They don’t call breakfast the most important meal of the day for nothing. Get it right and you can dose up on fibre, B vitamins and other nutrients. Also, having a meal in the morning is good for pleasant breath becauset clears the stinky bacteria that can gather at the back of the throat. Oh, have we got your attention now?
But beware of filling your bowl with whatever’s to hand. Many cereals contain high levels of fat, sugar and salt. Fortunately, we’ve done some out-of-the-box thinking by, um, reading the outside of the box to work out which cereals are truly worth getting out of bed for. But first…
What Makes A Breakfast Cereal Healthy?
Wholegrains contain the fibre you’re almost certainly not getting enough of, and B vitamins which are difficult to find elsewhere.
You’ll find lots of cereal boxes love banging on about being made with wholegrains – but when you check, the proportions can be disappointingly low. That’s why it’s always worth checking.
Low fat, sugar and salt
It’s essential we get fat, sugar and salt into our bodies… but not too much. Aim for cereals that are low in all three of those ingredients and avoid any that are high in any one of them. There’s no need to know what counts as low and high – there’s a traffic light system you’ll find on the boxes.
The NHS recommends that you have roughly 400 calories for breakfast, which should include any drinks and pieces of fruit on the side (hey, you deserve a sweet, juicy treat in the morning). The trick here is to check out the calories per portion size, then check what the portion size is and – you’ll hate us for saying this – actually measure it out using scales. You’ll only need to do this once because the disbelief when faced with what a portion actually is will be etched on your memory forever. Remember, no cereal is healthy if you overeat it.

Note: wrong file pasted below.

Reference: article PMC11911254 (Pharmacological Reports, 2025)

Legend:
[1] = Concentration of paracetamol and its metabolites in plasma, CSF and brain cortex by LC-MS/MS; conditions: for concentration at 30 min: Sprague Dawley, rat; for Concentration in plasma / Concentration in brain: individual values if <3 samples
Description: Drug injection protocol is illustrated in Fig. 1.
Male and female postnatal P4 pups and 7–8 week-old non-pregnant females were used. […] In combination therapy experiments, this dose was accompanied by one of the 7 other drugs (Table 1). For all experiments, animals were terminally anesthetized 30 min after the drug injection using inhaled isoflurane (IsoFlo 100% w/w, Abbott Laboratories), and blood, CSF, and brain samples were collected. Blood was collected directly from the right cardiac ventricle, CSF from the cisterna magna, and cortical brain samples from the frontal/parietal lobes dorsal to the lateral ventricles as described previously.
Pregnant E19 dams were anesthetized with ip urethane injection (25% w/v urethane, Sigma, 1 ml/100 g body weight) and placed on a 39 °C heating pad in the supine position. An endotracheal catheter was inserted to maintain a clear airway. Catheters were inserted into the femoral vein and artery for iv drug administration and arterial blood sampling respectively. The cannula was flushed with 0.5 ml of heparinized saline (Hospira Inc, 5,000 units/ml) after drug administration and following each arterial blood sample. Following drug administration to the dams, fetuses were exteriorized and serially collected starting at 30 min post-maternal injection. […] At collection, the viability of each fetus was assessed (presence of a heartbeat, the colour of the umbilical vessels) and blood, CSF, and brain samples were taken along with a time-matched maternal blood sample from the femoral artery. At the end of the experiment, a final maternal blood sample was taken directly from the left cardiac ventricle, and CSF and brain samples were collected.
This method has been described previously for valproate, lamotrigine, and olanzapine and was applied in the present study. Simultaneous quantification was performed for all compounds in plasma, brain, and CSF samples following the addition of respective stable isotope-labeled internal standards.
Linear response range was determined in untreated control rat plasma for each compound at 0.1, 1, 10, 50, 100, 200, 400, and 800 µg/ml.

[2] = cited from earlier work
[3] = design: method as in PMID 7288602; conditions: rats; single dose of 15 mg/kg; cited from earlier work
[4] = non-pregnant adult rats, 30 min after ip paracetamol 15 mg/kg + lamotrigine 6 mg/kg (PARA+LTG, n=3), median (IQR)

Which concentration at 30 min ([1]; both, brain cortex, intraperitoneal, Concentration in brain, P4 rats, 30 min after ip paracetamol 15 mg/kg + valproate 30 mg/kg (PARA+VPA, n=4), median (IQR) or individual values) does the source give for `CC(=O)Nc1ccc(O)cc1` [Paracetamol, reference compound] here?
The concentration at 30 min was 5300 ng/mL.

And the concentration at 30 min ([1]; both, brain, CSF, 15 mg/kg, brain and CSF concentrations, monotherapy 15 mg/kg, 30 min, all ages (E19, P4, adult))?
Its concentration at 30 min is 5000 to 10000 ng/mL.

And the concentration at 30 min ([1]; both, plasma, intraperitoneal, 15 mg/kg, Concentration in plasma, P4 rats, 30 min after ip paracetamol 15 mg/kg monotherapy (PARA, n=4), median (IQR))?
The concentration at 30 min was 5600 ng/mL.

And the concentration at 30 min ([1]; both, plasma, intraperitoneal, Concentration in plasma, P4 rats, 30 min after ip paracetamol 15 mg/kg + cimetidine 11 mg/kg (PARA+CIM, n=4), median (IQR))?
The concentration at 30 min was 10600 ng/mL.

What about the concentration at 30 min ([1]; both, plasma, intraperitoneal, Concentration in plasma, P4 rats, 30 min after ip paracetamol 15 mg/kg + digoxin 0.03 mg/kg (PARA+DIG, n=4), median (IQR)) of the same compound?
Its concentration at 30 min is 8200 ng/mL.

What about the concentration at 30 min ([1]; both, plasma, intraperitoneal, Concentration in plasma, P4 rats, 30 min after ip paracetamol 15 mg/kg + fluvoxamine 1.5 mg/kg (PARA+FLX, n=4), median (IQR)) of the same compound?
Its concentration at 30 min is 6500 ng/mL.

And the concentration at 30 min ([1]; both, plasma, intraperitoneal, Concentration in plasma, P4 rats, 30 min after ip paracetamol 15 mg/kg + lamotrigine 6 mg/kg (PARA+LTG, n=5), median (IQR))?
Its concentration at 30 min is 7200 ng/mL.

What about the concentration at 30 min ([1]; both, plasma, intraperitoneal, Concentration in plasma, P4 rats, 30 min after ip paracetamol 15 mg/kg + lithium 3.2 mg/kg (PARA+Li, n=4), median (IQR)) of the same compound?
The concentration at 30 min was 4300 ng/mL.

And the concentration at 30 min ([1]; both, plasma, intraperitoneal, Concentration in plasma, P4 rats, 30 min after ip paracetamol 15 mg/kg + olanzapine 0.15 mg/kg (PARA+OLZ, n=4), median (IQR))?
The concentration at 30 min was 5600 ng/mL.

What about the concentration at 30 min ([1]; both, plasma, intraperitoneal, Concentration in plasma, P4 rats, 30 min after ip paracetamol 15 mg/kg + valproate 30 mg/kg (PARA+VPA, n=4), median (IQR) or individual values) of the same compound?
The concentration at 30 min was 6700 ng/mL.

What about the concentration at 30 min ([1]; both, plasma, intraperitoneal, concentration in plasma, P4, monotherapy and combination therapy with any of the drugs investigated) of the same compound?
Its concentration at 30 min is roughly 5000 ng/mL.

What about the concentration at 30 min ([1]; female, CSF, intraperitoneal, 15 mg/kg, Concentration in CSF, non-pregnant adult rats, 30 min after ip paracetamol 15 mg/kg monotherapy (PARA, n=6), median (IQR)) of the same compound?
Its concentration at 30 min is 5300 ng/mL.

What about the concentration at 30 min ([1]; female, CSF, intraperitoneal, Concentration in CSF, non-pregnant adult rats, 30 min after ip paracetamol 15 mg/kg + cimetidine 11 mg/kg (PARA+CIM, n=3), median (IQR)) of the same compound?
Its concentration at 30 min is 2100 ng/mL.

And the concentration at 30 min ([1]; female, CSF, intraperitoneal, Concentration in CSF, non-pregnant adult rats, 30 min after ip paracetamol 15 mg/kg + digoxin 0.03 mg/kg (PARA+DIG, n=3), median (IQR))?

The Best Healthy Cereals For Breakfast
These neat parcels of wheat are presents that won’t disappoint you or your body. The sugar, fat and salt levels of Shredded Wheat were the lowest of all the cereals we checked, and a 45g bowl with 125ml of semi-skimmed milk is just 222 calories. And because it’s made entirely from wholewheat, it’s a fantastic way of putting numbers on the fibre board.
For those who have had their Weetabix, well done. For those who haven’t, listen up. Weetabix is a great ally in the pursuit of a healthy lifestyle. The wheaty biscuits are 95% wholegrain, with the remaining 5% consisting of barley extract and the important inclusion of iron, B2 and B1 vitamins, as well as folic acid, which helps with cell production. A bowl of two ’bix comes to just 136 calories, although that doesn’t include milk.
It’s time to say hello to Cheerios, because these tasty little Os are actually packing a well-rounded complement of nutrients and vitamins. A portion contains B vitamins, vitamin C, iron, calcium and folic acid and although the sugar content is verging a little close to high, the wholegrain content definitely stops them flying too close to the sun. What’s more, the calorie count is just 174 in a 30g bowl with 125ml of semi-skimmed milk, meaning seconds are an option – but keep tabs on your sugar intake for the day if you do.
These interwoven wheaty wonders are packed with wholegrains and have added vitamins and minerals. A 40g bowl with 125ml of milk is just 206 calories, bringing them into Shredded Wheat territory, although the Shreddies do have three times the amount of sugar with 2.9g per portion.